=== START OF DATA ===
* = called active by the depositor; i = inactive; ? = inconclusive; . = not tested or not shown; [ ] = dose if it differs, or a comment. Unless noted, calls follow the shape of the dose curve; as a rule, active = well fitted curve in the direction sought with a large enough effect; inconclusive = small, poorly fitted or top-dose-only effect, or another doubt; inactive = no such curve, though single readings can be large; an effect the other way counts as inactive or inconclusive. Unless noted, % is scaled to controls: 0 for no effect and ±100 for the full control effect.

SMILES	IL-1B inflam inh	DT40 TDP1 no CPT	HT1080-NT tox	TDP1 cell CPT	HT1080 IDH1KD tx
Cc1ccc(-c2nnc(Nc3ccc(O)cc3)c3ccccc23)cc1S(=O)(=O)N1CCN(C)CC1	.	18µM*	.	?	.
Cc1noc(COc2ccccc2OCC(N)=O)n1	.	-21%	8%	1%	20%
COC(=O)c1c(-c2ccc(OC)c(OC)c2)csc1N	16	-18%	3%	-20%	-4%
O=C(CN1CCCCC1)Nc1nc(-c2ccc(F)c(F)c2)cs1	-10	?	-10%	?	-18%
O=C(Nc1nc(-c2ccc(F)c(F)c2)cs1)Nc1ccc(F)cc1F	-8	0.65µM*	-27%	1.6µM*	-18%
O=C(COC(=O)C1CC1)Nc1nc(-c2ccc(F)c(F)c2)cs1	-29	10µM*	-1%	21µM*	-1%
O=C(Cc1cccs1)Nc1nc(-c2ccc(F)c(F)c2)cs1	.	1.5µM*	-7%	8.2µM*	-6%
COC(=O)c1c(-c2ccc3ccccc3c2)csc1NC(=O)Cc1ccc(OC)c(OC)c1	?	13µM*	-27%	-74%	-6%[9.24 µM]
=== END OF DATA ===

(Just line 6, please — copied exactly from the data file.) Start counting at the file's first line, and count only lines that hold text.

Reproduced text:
O=C(CN1CCCCC1)Nc1nc(-c2ccc(F)c(F)c2)cs1	-10	?	-10%	?	-18%